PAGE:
Tax-Free Savings Accounts

Articles Tax-Free Savings Accounts

What is a TFSA?

Tax-Free Savings Accounts are a savings mechanism introduced by the federal government in 2009. They are meant to encourage people to save by allowing deposits inside the TFSA to grow tax-free. Unlike Registered Retirement Savings Plans, funds placed in a TFSA are not tax-deductible. But all income earned within the plan remains tax-free regardless of when it is withdrawn. Anyone over age 18 with a Social Insurance Number can open and contribute to a TFSA.

TFSAs can hold any type of investment that is eligible for an RRSP: cash savings accounts, mutual funds, individual stocks (including some shares of private corporations), GICs, bonds and others. TFSA holdings are not creditor-protected.

Contribution limits

There is a limit to how much you can place in your TFSA. As of 2019, the annual amount is $6,000. However, if you do not use your contribution room for a given year, you may carry it forward indefinitely. You may contribute amounts up to the limit for any years since 2009 that you were at least age 18. So if you contribute nothing this year, next year you will be able to contribute $12,000. The Canada Revenue Agency periodically increases the annual limit (in 2015 only, the limit was $10,000). Contribution room is increased January 1 of each year. For people who have been over 18 since the program began, the total contribution room is $63,500 (2019).

Investment gains or losses within the TFSA do not affect your contribution room. You can also transfer amounts between your TFSA accounts – for example, if you move funds from a TFSA cash account to a TFSA mutual fund account – without the transfer being considered a contribution or withdrawal.

If you contribute more than you are permitted to, you will be taxed 1% per month on the excess amounts, so pay careful attention to how much you have put in.

You may give money to your spouse to contribute to their TFSA, as long as the amount is within their contribution limit, without the related investment earnings being attributed back to you and taxed in your hands.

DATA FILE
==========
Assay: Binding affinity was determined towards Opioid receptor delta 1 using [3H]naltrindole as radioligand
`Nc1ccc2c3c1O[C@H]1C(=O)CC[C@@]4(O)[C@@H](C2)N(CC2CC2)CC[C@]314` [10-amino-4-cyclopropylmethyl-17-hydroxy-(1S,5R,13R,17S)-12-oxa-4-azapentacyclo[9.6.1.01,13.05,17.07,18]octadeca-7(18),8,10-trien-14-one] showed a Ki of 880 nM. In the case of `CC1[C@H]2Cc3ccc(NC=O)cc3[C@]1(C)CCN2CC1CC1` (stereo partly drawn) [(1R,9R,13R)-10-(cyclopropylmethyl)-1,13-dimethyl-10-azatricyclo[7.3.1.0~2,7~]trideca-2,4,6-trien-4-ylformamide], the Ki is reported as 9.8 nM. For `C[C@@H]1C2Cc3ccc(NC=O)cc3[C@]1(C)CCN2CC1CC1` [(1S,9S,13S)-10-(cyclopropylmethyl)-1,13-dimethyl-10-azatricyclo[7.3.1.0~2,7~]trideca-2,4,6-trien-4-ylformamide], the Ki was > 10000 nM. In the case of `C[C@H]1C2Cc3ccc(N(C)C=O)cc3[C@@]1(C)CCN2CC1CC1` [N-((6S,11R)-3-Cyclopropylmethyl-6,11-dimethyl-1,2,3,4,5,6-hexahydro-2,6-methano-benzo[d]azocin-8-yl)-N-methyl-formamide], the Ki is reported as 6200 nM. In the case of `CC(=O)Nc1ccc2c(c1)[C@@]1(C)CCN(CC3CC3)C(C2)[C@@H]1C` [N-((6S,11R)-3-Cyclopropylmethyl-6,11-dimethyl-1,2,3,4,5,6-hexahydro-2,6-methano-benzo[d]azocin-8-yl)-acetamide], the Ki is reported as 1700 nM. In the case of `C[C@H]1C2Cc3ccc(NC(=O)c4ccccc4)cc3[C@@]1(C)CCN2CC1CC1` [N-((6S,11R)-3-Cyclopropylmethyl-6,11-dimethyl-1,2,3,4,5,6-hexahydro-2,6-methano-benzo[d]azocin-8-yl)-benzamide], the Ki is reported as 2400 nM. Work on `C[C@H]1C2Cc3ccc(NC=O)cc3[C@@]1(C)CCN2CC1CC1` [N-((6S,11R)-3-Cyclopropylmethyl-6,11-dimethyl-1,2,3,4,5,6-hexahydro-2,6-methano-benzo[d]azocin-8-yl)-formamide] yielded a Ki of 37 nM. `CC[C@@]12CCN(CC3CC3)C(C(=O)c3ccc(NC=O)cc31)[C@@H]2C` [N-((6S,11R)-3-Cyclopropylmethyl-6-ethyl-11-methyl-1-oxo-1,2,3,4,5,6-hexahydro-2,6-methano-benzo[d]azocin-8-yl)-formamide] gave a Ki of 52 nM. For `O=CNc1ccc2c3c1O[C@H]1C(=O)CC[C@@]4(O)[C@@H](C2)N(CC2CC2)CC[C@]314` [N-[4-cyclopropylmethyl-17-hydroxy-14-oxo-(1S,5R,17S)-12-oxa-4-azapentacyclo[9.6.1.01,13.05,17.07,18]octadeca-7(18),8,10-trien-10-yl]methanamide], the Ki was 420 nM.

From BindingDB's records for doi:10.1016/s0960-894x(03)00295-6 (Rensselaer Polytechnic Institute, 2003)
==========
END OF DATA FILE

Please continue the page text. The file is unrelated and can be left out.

You can check your contribution room through My Account on the CRA’s website.

Withdrawing funds from your TFSA

You may withdraw funds from your TFSA at any time for any purpose. Because you have already paid tax on the funds you put in the fund, and because earnings are tax-free, withdrawals have no tax consequences. When you withdraw, the amount of your withdrawal is added back onto your overall contribution room in the following year, so you may recontribute funds you have withdrawn as long as you stay within your contribution limit.

But be careful: if you recontribute funds in the same year they were withdrawn, the recontribution will be counted as a new contribution. If that new contribution puts you over your limit, you will be taxed on the excess. So if you take funds out, and then want to contribute again, check whether you will still be within your limit for the year. This is a very common mistake that can result in an unexpected tax bill.

TFSAs for retirement income

Funds withdrawn from your TFSA in retirement do not affect your eligibility for Old Age Security or Guaranteed Income Supplement payments.

When you open a TFSA, designate a beneficiary so that the account transfers immediately to the beneficiary without passing through your estate, thus avoiding probate costs.

TFSA strategies

Many Canadians are not using their TFSAs to full advantage. Even many of those who maximize their contributions don’t actively invest within the TFSA, but instead leave the funds sitting in cash accounts. So invest within your TFSA the same way you would in your RRSP, whether you are aiming for income, growth or capital preservation.

If you have not maximized your annual contributions, you will have some room open. If you find yourself with excess funds to invest suddenly – for example, if you inherit some money – your TFSA is a great place to invest it, up to your limit.

As for whether you should put funds in your TFSA or your RRSP, it depends. If your income is higher now, you will want the tax deduction that comes with RRSP contributions. If you’re in a low tax bracket, maximize your TFSA because its earnings will never be taxed. Ideally, maximize both.

Meet with your financial advisor to discuss what kinds of investments will work for you in your TFSA and how to coordinate contributions to it with your RRSP contributions. You will need to look at your long-term goals and cash flow needs.